Conan the Barbarian the Real Cimmerian – Review

Posted: December 5, 2011 in FILM REVIEWS/COMMENTS
Tags: , , , , , , ,

Although I’m not hugely familiar with Robert E. Howard’s 1932 series let it be said I like Conan, enjoyed the Marvel comics and the two tone mixed Schwarzenegger portrayal. I’m a casual fan but once again I prove my geek-worth with a model of Conan sitting on his thrown with his troubled brow in my office, “but that is another story.”
In any case, with the home release due let me tell you of the days of high adventure, or my thoughts on the recent incarnation.
Conan the Barbarian (2011)
Conan the Cimmerian is on a quest to avenge the murder of his father and the slaughter of his village.
Conan the Barbarian is a violent bloody R rated sword and sorcery adventure that unfortunately carries the weight of the likes of Prince of Persia, Clash of the Titans and Pirates of the Caribbean.
The story opens with a tantalising origin story that equals the 1982 version, however, without drawing comparisons to Arnold Schwarzenegger’s successful outing even though Marcus Nispel’s incarnation is action packed, graphic and gory it’s too glossy which takes the much needed edge, rawness and grounded grittiness away.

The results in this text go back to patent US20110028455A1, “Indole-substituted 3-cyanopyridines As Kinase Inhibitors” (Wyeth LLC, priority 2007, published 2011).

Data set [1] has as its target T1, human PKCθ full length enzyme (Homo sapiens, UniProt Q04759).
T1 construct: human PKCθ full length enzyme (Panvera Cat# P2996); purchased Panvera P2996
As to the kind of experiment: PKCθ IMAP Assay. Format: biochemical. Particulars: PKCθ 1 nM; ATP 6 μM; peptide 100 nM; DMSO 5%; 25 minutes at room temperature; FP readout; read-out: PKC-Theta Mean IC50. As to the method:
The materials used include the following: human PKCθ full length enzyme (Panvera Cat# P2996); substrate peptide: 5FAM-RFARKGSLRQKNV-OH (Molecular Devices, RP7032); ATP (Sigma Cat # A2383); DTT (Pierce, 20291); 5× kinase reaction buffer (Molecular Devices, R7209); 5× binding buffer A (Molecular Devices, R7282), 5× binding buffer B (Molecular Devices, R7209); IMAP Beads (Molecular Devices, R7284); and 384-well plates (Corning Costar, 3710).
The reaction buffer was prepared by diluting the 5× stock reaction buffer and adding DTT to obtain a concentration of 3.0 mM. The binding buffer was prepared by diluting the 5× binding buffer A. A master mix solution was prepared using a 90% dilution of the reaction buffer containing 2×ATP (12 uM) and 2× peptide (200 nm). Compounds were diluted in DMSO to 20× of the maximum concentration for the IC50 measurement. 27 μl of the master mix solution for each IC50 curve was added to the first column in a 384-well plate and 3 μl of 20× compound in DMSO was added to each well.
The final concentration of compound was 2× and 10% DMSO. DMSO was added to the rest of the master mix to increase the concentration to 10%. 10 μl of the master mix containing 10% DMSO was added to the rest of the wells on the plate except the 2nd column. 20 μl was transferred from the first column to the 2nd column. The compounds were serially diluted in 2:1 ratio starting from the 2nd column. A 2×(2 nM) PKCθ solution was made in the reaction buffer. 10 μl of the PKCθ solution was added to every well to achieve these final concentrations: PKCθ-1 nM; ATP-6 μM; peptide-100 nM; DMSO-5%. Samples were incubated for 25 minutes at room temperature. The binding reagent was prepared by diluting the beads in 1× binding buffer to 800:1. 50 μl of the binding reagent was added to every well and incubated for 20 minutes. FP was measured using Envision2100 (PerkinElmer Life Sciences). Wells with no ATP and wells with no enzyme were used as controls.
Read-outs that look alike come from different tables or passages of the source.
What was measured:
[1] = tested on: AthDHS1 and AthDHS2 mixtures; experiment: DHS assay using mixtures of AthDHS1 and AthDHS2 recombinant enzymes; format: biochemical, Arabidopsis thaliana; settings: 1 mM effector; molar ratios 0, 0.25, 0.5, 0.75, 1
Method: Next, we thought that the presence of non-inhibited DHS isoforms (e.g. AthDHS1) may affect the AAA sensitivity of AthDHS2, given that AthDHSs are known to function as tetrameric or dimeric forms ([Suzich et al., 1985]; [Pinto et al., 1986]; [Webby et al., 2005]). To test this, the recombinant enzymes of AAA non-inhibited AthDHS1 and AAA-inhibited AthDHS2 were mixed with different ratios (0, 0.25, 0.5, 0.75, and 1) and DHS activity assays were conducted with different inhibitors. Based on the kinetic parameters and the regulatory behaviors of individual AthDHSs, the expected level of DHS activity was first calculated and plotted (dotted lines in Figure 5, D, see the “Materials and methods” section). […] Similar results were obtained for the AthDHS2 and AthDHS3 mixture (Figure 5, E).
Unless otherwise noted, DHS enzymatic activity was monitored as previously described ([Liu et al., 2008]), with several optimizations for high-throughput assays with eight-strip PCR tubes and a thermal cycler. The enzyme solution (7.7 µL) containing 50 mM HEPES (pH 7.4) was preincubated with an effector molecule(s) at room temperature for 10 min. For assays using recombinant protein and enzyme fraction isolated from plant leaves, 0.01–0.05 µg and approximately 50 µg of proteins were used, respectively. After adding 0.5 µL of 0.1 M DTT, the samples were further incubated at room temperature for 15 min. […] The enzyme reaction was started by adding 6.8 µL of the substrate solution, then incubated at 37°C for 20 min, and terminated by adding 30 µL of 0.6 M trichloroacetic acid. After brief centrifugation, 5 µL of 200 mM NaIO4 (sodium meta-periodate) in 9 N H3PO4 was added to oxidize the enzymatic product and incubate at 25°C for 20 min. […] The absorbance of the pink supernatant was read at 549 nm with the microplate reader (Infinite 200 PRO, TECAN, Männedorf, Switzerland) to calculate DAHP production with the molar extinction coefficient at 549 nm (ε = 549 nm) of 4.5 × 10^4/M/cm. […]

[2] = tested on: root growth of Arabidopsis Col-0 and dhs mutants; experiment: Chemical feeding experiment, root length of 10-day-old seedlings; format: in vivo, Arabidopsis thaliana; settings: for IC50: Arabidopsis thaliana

Jason Momoa’s Conan is very likable, talkative and agile. However, Stephen Lang as Khalar Zym sadly falls into hammy stereotype antagonist territory, reminiscent of his role in Avatar. For whatever reason the striking and physical Rachel Nichols looks uncomfortable as damsel Tamara. Rose McGowan’s Marique has more depth to her character giving some needed credence but this is counter balanced by ‘hired’ looking supporting cast lacking any authenticity. Ron Perlman is on form in a lengthy cameo as Conan’s father. Amusingly UK Bottom’s Spudgun Steven O’Donnell puts in an appearance.
There’s an epic score and great costumes, that said as the running time passes the more derivative Conan becomes, amongst the disjointed flash backs the script has an abundance of clichés and stereotypes which stomps on the strong opening of Conan’s youth – where Leo Howard notably plays the young Barbarian.The sets, effects and landscapes are wonderfully shot and executed, but feeling is more He-man than Conan. For all the special effects, less would be more with the likes of the old school horse carriage chase more exciting and fulfilling than the grand CGI set pieces.

Overall it’s a strong action adventure but too stylised lacking the foreboding heaviness that Conan requires to be fully realised. I live, I love, I slay, and I am content – Sort of.
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